The Hostel Life

I have been living in The Hague for nearly two months now. It is a great location considering how close it is to other major European countries. This makes it very easy to travel by plane, train, or even bus. So far, I have traveled to several different cities and countries. Amsterdam’s airport is close by and has flights to almost every city you could think of. Many of these flights are affordable for a college student looking to do some traveling.

Up until my trip abroad, I have never stayed in a hostel. When the word hostel came to mind, I imagined a giant room with an endless row of metal bunk beds. The hostels we have stayed at have been nothing short of great. Some are right in the middle of the city, some are on the outskirts. You can use sites like and Hostelworld to find a hostel. Usually, it costs around 15 to 30 Euros depending on the day and location. Often times, the price includes a free breakfast. A good rule of thumb to follow is to pick a hostel that has at least an 80% rating on the website.

Hostels are an interesting place to meet other travelers. It is almost like getting a random roommate every time you stay in one. In most cases, the rooms are mixed which means you can have roommates of the opposite gender. More often than not, many hostels also have different room types to choose from. Some offer a big room like ten or more beds, some offer smaller rooms for two to four people. The smaller rooms usually cost a bit more. Some of the smaller rooms have a private bathroom in them while the bigger ones have to use a community bathroom. Hostels are basically a cross between hotels and dorms.

The people working at the front desk are usually pretty good resources when it comes to finding out the local spots to hang out or get something to eat. Two things I would invest in when staying in hostels are a lock and a small towel. Every hostel has a locker in the room for you to use. But they do not give you a lock to use. I recommend bringing your own lock, something smaller than a combination lock as those are usually too big. Also, you do not want to carry around a normal sized towel when you are traveling. You want to travel light and a big, bulky towel will not help. Something like a swimmer’s towel or a small washcloth works. It is light and gets you dry enough.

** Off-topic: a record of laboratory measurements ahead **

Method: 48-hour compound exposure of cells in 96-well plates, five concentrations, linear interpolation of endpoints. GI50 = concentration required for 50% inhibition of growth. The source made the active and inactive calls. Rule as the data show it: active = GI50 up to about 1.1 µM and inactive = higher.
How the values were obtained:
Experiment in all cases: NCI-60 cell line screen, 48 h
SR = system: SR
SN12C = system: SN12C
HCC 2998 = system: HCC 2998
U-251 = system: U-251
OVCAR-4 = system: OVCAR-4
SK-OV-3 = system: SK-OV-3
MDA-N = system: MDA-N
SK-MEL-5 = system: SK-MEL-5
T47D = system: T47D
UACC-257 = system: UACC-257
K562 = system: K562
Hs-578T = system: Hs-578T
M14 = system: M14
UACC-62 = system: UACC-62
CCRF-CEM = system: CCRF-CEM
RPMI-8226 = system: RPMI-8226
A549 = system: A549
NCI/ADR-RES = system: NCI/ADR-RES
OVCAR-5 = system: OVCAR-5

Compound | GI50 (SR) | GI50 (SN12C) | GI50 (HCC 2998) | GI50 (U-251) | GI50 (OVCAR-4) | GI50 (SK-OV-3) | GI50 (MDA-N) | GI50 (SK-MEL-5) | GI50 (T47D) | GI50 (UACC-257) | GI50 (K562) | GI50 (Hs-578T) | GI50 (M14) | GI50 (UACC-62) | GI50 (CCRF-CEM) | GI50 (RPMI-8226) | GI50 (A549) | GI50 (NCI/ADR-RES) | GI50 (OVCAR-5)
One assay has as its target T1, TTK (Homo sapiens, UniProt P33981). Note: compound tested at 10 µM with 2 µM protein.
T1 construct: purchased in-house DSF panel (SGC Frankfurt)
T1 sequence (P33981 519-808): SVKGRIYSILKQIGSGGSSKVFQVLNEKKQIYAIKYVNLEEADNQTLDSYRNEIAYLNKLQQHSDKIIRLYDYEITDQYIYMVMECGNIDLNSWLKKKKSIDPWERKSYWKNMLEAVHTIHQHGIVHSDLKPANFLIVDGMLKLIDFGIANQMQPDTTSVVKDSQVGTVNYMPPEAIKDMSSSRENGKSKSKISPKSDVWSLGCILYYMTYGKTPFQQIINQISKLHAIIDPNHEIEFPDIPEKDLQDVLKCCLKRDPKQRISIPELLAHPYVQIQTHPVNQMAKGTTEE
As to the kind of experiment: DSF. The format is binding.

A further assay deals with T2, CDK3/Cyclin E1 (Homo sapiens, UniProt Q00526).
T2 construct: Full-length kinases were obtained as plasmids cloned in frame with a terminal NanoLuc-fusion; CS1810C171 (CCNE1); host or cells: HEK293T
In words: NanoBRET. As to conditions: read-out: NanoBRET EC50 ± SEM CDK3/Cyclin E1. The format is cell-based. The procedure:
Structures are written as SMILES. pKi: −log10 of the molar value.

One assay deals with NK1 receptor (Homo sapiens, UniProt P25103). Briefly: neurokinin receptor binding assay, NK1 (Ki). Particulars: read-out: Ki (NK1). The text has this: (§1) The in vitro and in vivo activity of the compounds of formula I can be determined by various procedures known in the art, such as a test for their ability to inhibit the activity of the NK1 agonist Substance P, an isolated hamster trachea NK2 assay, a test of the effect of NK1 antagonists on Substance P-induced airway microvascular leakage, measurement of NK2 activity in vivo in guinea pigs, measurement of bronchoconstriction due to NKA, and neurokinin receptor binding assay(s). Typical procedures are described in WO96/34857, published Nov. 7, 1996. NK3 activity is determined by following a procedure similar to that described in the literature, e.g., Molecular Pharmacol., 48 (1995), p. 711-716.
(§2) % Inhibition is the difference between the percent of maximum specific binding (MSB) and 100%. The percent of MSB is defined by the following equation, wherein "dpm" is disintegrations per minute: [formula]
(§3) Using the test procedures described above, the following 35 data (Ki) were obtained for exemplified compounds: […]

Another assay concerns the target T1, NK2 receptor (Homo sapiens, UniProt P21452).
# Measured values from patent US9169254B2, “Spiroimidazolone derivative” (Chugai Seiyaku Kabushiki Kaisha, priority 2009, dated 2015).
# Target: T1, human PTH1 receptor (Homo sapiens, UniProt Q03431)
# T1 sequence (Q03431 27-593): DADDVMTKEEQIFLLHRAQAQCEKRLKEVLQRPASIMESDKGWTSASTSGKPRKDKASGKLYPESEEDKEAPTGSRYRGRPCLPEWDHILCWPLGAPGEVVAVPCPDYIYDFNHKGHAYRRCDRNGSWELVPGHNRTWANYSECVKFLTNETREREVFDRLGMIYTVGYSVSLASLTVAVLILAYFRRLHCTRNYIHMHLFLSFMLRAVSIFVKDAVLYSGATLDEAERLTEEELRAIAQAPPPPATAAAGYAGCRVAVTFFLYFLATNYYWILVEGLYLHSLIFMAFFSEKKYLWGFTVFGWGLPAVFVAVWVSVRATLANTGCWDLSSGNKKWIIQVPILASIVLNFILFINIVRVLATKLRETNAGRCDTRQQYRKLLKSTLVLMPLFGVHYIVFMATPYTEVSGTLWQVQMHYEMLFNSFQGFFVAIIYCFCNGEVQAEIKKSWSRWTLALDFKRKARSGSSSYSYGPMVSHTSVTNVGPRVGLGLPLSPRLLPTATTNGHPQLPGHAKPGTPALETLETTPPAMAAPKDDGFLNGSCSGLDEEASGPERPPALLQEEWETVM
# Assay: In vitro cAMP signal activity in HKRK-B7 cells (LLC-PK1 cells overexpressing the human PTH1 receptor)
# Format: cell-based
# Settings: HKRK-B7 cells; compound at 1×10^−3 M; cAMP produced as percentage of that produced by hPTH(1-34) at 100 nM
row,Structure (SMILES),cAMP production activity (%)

I hope this gives you a better idea of what to expect when staying at a hostel. If you have any questions or comments, let me know and I will get back to you. Thanks for reading!

Chiraag Bhimani

The Language Barrier

In practical use, a language barrier might be something that prevents two individuals from communicating effectively. In my recent travels, I have come to terms with a new meaning of the language barrier. Language is a big part of any culture and thus, if you want to truly immerses yourself in a cultural experience; you have to interact with the language on some level.

What’s interesting about The Hague, however, is that language is not an issue as almost everyone here speaks English. I believe this presents an amazing opportunity for anyone who is in search of a new cultural experience but does not know any other languages. With this language barrier out of the way, you are able to dictate your experience in The Hague.

I bike the city like the locals. I eat all the local Dutch cuisine. I have adjusted to Dutch timeliness and even became accustomed to their nightlife. With the language barrier removed, I have been able to have a 100% authentic cultural immersion in the Netherlands and I am incredibly grateful for that. I encourage anyone who fears a language barrier to consider studying in Holland.
– AJ Bucci